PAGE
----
Question #5: Do you have any advice for people considering self-publishing that you wish you knew?

I’d probably advise people that if you’re writing a series, wait until you have two or three books finished before you publish the first—at least if you’re a slow writer like I am. Putting books out three or so months apart can help give your series momentum and keep it selling well. Being able to publish so fast is one of the major advantages indies have over traditionally published authors, since it keeps your books fresh in your readers’ minds.

Compare that to me, who publishes one book every year or so, and…yeah. It’s an area where I have definite room for improvement.

Question #6: Where can these readers find you and stay updated on your writing whereabouts?

You can find me at my author website, KristenBrand.com. It has information about my books plus free superhero fiction you can read online. I’m also on Twitter at @BrandedKristen, where I talk about writing updates, comic books, and other randomness.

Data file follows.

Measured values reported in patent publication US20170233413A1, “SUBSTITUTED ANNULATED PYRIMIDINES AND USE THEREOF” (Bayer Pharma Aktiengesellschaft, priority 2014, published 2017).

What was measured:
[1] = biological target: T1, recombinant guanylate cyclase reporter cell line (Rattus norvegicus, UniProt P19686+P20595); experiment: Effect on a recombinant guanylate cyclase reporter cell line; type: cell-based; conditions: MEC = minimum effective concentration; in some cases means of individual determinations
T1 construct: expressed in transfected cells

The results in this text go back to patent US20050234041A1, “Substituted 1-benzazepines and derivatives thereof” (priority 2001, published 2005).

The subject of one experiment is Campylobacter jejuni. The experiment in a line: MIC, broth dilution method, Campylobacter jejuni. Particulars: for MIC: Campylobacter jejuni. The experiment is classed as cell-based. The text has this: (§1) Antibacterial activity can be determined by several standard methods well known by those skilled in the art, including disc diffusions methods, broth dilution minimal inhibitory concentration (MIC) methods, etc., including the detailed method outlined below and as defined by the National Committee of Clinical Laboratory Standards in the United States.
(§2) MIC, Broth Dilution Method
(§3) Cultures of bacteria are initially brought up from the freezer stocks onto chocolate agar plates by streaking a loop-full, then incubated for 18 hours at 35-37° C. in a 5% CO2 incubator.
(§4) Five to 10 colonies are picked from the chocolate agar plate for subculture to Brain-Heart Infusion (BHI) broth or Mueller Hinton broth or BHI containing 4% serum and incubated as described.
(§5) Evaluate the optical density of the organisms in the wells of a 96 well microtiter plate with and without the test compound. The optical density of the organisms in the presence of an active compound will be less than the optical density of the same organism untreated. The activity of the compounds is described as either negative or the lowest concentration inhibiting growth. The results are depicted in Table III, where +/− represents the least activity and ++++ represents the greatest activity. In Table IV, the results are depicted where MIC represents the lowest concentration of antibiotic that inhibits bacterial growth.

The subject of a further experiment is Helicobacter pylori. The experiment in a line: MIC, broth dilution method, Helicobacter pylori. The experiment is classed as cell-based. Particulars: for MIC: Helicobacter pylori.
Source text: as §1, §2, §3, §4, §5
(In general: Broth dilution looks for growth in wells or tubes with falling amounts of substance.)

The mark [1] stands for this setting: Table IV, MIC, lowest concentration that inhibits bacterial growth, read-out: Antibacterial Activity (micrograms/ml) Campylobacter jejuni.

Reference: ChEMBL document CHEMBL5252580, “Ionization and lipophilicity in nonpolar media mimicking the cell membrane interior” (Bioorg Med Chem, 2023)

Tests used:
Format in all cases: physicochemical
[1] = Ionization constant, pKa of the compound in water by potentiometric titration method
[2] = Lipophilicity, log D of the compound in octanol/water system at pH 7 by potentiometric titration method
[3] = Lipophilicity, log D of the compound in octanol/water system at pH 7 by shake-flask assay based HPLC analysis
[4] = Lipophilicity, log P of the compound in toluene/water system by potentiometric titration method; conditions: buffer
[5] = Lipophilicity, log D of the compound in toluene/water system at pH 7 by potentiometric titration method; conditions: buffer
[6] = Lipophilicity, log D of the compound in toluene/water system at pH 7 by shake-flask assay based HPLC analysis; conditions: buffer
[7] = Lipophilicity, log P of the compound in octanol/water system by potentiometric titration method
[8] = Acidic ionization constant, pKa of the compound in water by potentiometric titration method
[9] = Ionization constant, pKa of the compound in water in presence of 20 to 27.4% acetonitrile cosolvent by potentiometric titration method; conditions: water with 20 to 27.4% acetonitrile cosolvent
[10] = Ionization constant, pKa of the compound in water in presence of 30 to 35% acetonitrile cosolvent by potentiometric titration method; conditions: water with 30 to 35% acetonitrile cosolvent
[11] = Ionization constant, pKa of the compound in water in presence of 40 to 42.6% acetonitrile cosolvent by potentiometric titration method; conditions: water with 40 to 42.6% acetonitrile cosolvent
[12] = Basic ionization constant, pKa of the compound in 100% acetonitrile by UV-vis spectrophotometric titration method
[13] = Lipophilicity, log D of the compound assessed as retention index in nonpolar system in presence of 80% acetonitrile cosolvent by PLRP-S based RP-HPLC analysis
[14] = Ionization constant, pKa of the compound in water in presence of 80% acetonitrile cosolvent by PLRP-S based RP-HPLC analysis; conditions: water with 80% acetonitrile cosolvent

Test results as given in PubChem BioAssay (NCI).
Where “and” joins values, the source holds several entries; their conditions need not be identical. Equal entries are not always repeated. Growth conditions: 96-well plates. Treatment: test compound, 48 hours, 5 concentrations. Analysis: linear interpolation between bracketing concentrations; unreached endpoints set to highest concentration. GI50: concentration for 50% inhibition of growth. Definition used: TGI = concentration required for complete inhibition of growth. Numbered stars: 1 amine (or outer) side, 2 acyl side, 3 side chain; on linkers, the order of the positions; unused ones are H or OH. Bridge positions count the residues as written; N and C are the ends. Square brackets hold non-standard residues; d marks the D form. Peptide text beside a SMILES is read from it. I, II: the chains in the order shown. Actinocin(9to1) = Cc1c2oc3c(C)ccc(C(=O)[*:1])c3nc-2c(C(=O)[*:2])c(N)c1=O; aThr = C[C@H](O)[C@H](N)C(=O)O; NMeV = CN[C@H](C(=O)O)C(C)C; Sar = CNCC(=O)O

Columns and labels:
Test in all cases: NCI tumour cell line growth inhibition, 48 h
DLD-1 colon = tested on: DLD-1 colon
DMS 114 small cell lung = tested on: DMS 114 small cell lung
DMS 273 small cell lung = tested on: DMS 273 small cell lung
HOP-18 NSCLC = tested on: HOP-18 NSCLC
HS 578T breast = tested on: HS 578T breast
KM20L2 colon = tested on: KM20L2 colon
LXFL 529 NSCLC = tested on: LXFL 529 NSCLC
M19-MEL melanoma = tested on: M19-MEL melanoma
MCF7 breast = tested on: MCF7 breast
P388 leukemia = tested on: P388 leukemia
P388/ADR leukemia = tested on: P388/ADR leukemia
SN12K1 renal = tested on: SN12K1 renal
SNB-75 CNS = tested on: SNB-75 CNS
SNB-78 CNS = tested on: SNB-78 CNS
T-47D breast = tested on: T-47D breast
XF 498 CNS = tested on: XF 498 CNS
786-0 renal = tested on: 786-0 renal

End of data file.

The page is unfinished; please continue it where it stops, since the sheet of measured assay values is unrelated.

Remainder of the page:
Chapter 7: 5 Myths about Keeping a Deadline

There’s something strangely intimidating about the word “deadline.”  I mean, after all, the first four letters spell out “dead.”  Then, there’s the fact that most indie authors are such (rather than choosing the traditional publishing route) because of the independence that comes along with the choice.

This is all well and good, except for the fact that it can lead to laziness.  With no agent/editor/publisher demanding you finish so much by a certain day, it’s easy to decide writing a certain amount each day isn’t that important.  The inspiration will hit when it hits, so to speak.  Here are ten myths about keeping a deadline as an indie author: